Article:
Tuesday, November 29, 2011
X-37B mission extended by U.S.A.F.
Air Force officials are normally very tight-lipped about their X-37B, a robotic mini-shuttle that was originally intended for manned missions by NASA before being pressed into flying classified missions, but they have confirmed the spacecraft’s present mission has been extended.
The experimental craft has been circling Earth for about nine months, but had been expected to land this week at Vandenberg Air Force Base in California. Today an Air Force official confirmed that the mission will be extended and a future landing date has not yet been slated, according to the Associated Press.
The space plane resembles a smaller version of the space shuttle, and the one presently in orbit is the second one to be flown. The first one landed itself last December after more than seven months in orbit. The Air Force has said the second mission was to further test the craft, but the ultimate purpose has largely remained a mystery.
The secretive X-37B robotic space plane is about to set its own space-endurance record on a hush-hush project operated by the U.S. Air Force Rapid Capabilities Office.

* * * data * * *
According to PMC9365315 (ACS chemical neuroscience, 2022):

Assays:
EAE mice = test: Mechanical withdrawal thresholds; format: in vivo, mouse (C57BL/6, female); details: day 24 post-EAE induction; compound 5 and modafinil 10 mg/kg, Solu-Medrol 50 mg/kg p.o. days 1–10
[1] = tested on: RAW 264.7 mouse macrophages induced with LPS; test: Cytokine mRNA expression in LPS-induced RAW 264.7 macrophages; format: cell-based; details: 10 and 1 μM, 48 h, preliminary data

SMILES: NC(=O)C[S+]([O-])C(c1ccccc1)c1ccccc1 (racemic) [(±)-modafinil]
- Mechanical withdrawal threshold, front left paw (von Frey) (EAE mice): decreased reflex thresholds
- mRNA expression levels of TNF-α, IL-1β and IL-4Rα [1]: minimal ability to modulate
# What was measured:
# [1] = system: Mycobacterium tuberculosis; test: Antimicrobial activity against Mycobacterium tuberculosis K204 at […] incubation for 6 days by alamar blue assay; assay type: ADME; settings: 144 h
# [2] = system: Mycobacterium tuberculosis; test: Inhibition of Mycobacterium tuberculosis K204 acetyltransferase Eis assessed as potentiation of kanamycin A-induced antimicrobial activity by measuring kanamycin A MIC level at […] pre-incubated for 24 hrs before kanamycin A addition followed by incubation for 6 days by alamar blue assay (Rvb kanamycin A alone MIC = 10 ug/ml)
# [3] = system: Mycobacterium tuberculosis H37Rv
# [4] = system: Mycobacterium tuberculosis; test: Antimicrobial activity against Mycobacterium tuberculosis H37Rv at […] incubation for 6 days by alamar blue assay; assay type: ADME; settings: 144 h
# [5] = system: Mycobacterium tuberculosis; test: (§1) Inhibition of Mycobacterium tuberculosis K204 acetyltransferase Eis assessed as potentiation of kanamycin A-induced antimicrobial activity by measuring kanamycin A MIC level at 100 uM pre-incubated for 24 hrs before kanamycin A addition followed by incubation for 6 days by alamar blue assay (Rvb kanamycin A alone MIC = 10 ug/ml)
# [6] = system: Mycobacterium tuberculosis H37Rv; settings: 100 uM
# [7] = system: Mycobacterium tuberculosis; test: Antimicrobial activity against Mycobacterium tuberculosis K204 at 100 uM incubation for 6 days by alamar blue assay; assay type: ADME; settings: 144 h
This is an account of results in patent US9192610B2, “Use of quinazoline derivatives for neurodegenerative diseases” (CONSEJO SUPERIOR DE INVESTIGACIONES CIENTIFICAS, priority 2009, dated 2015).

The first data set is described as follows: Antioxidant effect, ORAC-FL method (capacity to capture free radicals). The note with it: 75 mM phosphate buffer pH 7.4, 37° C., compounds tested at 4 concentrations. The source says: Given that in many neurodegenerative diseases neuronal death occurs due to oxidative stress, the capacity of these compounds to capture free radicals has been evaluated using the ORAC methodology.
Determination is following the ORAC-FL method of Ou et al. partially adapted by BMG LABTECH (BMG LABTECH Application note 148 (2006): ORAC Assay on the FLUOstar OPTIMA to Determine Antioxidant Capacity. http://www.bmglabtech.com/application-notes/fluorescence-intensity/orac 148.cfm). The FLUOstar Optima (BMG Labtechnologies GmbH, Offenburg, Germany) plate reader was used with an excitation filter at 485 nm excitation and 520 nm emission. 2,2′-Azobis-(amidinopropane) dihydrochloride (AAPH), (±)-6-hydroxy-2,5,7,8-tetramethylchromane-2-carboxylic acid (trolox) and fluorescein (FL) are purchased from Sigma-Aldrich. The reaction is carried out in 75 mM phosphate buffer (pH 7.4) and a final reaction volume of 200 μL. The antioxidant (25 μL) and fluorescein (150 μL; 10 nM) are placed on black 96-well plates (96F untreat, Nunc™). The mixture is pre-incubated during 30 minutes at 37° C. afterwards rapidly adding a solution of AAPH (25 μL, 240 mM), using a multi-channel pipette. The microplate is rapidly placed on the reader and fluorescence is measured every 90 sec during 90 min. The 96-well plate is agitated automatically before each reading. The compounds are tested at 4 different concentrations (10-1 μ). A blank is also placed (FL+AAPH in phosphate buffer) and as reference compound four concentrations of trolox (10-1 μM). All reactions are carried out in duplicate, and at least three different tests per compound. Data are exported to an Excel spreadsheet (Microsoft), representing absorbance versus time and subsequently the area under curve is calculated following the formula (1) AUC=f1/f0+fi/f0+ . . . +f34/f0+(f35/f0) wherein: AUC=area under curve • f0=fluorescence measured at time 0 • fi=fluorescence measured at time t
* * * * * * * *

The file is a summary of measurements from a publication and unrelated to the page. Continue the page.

The craft, also known as the Orbital Test Vehicle-2, was boosted into Earth orbit atop an Atlas 5 rocket from Cape Canaveral, Fla., on March 5. Tomorrow (Nov. 30), the X-37B spacecraft will mark its 270th day of flight — a lifetime in space that was heralded in the past as the vehicle's upper limit for spaceflight by project officials.
"It's still up there," U.S. Air Force Maj. Tracy Bunko of the Air Force Press Desk at the Pentagon, told SPACE.com, noting that project officials planned for a 9- month-plus mission, "so we're close to that now."
The X-37B's staying power is made feasible by its deployable solar array power system, unfurled from the vehicle's cargo bay.
For now space watchers can only speculate on the craft’s mission and capabilities but many aerospace enthusiasts believe it is used for space-based reconnaissance and surveillance